Bumpus (Tenor)
Potter (Alto and Tenor)
Leonhart (Trumpet)
Pugh (Trombone)

On risers in the back right were the backing vocalists, left to right:
Cave
Leonhart
Calhoun


These were moved to their corresponding positions in the back of the soundstage (aka the surrounds).

It took my about two songs to get used to this presentation, then I was accustomed to it.

Thankfully, the location is kept consistent throughout, with only saxophone solos moved to back center. It's a very cool effect to hear Cornelius Bumpus wailing away on FM directly behind you when everything is tweaked just so.

Scheiner has mixed this way in the past for concert DVDs. Take a very close listen to Joe Walsh and Don Felder's positioning in HFO -- you will find that Walsh's guitar is in the left channel when he is left of Felder onstage. You will find Felder's guitar in the left channel when he is left of Walsh onstage.

Once again, backing percussion and instruments were largely moved to comparable positions within the back soundstage.

Then again, I'm an admitted surround enthusiast, so maybe I've simply decided to relax and enjoy the presentation, instead of worrying so much about whether it specifically correlates to what I am seeing.

Regards,
Surround Music Enthusiast / Curmudgeon in Training
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#14 of 15 OFFLINE   Mike Broadman

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Posted May 29 2003 - 09:41 AM

Here are some of examples of each:

Aggressive surround mixes with "gee-wiz" effects that I do like:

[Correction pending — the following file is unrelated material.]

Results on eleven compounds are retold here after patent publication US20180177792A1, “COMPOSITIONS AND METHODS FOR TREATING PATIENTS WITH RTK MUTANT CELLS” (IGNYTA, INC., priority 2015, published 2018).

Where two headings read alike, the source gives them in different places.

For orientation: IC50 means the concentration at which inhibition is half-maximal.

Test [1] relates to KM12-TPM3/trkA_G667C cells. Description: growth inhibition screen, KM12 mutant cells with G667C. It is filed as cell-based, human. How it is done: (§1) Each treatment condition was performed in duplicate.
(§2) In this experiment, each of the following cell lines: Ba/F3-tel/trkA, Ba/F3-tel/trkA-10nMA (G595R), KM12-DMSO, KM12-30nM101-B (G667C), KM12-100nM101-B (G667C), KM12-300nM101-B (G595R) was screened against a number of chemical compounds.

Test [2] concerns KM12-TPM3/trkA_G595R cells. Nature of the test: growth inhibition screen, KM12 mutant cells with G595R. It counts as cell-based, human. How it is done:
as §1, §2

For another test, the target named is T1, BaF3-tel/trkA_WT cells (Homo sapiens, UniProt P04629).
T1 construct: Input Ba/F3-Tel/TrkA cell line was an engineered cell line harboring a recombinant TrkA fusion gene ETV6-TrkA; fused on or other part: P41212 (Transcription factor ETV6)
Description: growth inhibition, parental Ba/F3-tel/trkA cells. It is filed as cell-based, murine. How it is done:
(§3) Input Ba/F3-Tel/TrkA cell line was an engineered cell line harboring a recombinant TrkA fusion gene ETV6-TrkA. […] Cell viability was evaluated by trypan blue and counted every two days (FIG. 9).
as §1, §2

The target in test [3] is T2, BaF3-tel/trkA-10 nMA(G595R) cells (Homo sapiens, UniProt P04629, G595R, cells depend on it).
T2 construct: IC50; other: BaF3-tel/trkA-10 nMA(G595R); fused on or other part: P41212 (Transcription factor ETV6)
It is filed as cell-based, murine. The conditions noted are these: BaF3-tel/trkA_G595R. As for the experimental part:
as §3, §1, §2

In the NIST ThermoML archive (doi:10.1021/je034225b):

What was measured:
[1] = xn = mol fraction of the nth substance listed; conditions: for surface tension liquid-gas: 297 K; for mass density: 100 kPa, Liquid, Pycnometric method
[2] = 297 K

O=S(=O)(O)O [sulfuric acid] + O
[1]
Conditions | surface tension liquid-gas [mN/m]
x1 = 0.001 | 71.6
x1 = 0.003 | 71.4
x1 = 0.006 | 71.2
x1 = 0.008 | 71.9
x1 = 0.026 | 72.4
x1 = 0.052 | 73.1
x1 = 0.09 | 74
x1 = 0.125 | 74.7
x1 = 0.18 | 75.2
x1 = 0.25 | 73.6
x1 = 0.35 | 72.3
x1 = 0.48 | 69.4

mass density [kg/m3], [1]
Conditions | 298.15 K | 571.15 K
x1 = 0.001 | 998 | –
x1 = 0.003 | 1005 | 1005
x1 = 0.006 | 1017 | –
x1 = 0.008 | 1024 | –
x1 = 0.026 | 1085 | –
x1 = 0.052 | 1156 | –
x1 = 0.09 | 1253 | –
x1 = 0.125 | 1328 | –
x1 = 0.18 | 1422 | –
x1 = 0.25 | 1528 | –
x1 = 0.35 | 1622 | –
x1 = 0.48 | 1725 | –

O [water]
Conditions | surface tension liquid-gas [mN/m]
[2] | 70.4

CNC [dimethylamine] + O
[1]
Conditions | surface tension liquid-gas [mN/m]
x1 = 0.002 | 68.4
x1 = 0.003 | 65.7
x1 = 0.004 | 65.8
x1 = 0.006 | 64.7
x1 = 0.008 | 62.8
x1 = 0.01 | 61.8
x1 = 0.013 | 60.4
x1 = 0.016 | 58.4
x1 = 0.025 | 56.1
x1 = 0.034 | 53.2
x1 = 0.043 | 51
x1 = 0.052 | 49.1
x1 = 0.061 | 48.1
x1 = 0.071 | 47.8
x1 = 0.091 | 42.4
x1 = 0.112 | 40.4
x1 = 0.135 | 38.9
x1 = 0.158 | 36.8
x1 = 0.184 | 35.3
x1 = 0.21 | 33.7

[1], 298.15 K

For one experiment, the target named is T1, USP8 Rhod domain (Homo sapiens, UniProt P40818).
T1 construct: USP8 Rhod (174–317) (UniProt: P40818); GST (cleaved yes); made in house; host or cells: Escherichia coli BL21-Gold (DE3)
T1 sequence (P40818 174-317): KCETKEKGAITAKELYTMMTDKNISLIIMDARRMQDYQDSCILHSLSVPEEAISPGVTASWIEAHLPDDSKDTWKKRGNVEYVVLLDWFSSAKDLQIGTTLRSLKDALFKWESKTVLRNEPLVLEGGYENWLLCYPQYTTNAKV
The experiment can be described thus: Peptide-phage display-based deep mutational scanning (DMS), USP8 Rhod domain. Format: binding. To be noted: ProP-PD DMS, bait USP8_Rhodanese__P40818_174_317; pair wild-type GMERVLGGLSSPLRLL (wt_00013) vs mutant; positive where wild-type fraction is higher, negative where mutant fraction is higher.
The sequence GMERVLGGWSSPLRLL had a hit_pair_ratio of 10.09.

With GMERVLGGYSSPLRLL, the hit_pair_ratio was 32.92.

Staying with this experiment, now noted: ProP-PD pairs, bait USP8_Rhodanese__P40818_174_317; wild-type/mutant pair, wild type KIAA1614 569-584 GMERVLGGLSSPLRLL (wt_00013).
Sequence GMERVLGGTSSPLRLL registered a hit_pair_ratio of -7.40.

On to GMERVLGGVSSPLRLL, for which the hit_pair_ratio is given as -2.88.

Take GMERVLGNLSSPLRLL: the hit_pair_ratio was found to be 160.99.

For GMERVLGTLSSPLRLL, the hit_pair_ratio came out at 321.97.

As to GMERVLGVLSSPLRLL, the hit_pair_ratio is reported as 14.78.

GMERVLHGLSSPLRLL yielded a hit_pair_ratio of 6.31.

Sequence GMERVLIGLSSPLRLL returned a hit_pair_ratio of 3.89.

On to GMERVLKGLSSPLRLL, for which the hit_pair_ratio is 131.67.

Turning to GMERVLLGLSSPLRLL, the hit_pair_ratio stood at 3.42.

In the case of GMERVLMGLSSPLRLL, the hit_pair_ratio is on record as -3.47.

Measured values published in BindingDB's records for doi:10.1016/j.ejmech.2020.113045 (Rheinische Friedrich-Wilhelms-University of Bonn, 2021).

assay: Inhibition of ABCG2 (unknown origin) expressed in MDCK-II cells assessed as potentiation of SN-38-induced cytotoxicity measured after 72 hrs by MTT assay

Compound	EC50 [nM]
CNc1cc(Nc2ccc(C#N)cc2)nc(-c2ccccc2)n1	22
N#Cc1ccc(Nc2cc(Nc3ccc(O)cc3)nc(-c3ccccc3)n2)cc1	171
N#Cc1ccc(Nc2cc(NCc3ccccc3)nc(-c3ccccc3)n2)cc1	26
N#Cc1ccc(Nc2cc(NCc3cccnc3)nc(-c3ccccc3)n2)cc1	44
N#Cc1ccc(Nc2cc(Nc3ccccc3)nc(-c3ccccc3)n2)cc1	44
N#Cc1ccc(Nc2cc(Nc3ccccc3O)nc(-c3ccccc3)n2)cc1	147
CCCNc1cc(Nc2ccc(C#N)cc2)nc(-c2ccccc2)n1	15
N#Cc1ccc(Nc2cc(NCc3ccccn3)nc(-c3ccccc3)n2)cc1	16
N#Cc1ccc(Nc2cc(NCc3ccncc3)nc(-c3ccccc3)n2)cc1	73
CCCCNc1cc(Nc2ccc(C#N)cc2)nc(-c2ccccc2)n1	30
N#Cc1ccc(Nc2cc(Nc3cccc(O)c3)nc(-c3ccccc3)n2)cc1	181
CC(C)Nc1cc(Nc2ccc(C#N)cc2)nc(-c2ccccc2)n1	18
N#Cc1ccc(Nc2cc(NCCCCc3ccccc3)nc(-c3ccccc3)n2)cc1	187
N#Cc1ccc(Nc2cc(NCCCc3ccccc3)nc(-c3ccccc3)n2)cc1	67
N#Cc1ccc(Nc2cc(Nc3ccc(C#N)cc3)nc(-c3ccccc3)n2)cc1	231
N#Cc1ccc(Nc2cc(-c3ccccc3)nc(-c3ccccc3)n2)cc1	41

Zyphyr (acapella) from AIX- the singers stand in a circle and the disc is mixed with the idea that the listener is in the middle. It's pretty sweet.

Queen- A Night at the Opera
Dig the vocals behind you on Prophet Song.

Tacet's classical DVD-As.

Aggressive surround mixes with "gee-wiz" effects that I do not like:

SACDs:
Herbie Hancock Headhunters
Alice in Chains- Greatest Hits

I really don't understand what they were trying to achieve here.


Non-aggressive, more "immersive" with ambience type recordings:

Pretty much every classical SACD. I enjoy them so much.

Queensryche- Empire.

#15 of 15 OFFLINE   Rich Malloy

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Posted May 30 2003 - 03:51 AM

Quote:
Aggressive surround mixes with "gee-wiz" effects that I do not like:

SACDs:
Herbie Hancock Headhunters
Funny you should mention "Head Hunters", as it's one of those multichannel discs that I also have had issues with... despite the fact that it won awards at whatever conference awards such things (I kinda wonder whether those guys simply vote for whomever gets away with the most playin' around with the mix!).

At any rate, this was one of the first titles I bought when I got my SACD player. I knew this album inside and out, and so was very wedded to the two-channel mix, so factor in my familiarity with it. Sometimes, we're simply prejudiced in favor of what's familiar. Still, I was excited to hear the multichannel mix.

Ugh. I hated it. Let's talk "Watermelon Man" first. The formerly ultra-tight and funky polyrhythms were now smeared and off-kilter. It sounded like a bad marching band performance, lurching and stumbling, out-of-time and out-of-the-groove. The funkiness quotient was nil.

But, you know what? The fault was in my system, not the mix. I still have some issues with the mix, but the non-groovy, non-funky, out-of-rhythm smearing I'd experienced was the fault of my setup! Without the ability to delay the rear signals as with DTS/DD movie soundtracks, my speakers were not time-aligned for SACD/DVD-A. I realized my home theater setup simply didn't work for the new hi-res formats.